The Snake Girl and the Silver-Haired Witch is a Japanese film from the 1960s, which was directed by Noriaki Yuasa. Noriaki is best known as the main director of seven of the original eight Gamera films. Gamera was essentially a Godzilla rip-off based around this giant turtle creature, produced by Daiei Film to cash in on Toho’s success with Godzilla. Noriaki also conceived of the monster.
This film is based on a manga by Kasuo Umezu. Taking some story ques from mostly Chinese folklore, with a bit of Brothers Grimm in there. In the original manga it’s the stepmother who is the baddie, but in the film it’s the maid instead. Noriaki made the film because he had gotten pretty burned out on Gamera movies.
It’s a weird story about a young girl called Sayuri who has been living in an orphanage when her father magically reappears. He asks to take her back, and she finds out that her mother is kind of crazy, their house is really strange, and there’s another girl living in the attic. Her mother says the other girl is her sister, but the attic-dweller, Tamami, can’t leave the house and Sayuri mustn’t tell her father about her.
Sayuri then starts having these weird dreams that are clearly influenced by the Salvador Dalí sequence in Alfred Hitchcock’s Spellbound. Tamami becomes increasingly cruel to her possible sister. It’s a pretty wacky film, and doesn’t completely make sense but that’s part of it’s strange charm.
The Snake Girl and the Silver-Haired Witch has some cool practical special effects, and the dream sequences are quite good. There are also a few ropy special effects, like one scene where the room starts to fill with spiders that are so obviously fake that it takes you out of the film somewhat. The plot is all over the place: for example, her snake-scientist dad disappears from the story almost right away, and some of the coincidences don’t add up at all. Still, it has a nice atmosphere, and it’s visually quite impressive with nice black and white photography by Gamera alumni Akira Uehara.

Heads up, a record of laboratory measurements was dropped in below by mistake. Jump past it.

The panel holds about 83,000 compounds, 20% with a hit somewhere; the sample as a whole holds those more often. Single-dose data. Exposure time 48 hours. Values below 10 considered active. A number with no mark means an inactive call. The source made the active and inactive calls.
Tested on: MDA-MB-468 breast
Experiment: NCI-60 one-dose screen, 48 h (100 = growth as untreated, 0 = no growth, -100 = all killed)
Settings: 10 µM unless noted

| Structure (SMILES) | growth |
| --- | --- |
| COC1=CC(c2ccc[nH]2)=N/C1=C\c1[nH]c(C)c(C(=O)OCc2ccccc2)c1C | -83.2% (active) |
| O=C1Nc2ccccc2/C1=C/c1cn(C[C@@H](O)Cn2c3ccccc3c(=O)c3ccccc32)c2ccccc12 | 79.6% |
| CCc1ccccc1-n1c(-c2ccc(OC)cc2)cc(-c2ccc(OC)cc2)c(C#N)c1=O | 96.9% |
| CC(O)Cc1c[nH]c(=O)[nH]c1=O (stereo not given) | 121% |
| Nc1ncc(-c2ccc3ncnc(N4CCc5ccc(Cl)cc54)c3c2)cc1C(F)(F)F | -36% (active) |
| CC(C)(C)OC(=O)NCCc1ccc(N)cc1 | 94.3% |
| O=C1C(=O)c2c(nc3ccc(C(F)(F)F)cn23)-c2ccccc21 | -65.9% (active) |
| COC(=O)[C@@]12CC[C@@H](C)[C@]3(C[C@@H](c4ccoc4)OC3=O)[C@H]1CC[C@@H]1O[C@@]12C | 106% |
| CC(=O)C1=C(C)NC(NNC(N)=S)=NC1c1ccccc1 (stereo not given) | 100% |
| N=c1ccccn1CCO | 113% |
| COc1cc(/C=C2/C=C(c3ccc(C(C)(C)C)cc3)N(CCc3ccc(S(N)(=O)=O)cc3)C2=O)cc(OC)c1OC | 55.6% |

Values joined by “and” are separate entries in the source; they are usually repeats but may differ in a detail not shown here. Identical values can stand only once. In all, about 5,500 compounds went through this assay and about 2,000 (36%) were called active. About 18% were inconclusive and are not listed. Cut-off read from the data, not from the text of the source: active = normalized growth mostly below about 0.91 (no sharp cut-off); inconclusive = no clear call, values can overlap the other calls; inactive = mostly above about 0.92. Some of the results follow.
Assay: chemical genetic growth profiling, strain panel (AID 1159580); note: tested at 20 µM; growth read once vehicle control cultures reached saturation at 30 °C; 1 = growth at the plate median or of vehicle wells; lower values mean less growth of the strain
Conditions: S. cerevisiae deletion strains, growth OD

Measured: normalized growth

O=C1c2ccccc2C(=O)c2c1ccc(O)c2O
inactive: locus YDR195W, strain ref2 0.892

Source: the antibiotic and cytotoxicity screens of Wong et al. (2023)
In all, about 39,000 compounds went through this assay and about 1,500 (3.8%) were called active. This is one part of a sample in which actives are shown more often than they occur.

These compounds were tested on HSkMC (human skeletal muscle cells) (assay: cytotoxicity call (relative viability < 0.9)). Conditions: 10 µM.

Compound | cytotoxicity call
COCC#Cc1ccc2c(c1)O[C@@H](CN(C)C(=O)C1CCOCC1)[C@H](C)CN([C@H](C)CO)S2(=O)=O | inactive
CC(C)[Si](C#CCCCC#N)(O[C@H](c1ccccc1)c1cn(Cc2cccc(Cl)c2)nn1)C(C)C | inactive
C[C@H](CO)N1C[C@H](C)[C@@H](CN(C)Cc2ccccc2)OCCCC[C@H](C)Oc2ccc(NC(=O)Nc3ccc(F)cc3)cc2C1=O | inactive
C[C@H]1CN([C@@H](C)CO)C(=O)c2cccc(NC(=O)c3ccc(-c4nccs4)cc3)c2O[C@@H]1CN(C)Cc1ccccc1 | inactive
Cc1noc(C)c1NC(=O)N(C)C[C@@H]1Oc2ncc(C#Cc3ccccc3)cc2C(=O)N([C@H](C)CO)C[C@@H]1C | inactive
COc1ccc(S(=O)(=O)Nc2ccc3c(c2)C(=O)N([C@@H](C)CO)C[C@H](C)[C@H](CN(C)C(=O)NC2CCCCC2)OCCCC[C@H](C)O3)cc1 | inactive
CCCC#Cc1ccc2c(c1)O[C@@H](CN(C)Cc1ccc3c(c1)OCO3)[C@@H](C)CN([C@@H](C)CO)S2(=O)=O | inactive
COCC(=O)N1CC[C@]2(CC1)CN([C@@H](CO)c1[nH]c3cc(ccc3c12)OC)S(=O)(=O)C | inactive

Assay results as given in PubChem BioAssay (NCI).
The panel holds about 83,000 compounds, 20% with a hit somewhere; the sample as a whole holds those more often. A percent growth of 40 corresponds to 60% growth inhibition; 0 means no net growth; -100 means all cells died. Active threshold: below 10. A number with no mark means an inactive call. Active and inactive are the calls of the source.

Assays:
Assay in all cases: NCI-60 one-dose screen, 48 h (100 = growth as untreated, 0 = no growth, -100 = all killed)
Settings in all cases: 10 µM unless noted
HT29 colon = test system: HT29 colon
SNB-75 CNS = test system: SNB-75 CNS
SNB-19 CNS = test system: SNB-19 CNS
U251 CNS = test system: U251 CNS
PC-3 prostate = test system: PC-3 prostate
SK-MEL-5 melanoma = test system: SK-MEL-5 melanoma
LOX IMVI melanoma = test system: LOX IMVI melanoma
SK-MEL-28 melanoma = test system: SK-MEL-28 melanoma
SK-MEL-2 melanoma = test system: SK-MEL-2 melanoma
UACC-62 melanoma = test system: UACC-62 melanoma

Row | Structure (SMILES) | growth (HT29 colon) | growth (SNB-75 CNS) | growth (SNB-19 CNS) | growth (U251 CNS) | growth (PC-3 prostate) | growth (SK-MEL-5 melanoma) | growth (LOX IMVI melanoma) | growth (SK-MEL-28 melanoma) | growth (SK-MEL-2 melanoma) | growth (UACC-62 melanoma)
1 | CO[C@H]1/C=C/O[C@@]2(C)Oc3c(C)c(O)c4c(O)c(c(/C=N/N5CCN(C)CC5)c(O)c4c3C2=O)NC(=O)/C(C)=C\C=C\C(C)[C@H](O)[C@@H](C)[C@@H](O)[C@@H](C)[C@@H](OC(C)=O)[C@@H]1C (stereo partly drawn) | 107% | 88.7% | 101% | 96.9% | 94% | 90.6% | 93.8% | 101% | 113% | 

It’s genuinely creepy, even though it was clearly sold to kids in Japan and probably did well there. It looks like this Blu-Ray is the first time the film’s been on general release outside Japan. It’s definitely too scary for little kids, but too childish for some adults. There’s also a surprising scene where someone rips a frog in half—that comes out of left field…
There are a few extras: a commentary from film historian David Kalat, a filmed interview with manga and folklore expert Zack Davisson, the original trailer and image gallery. In the first pressing only, there is a booklet with an essay by Raffael Coronelli.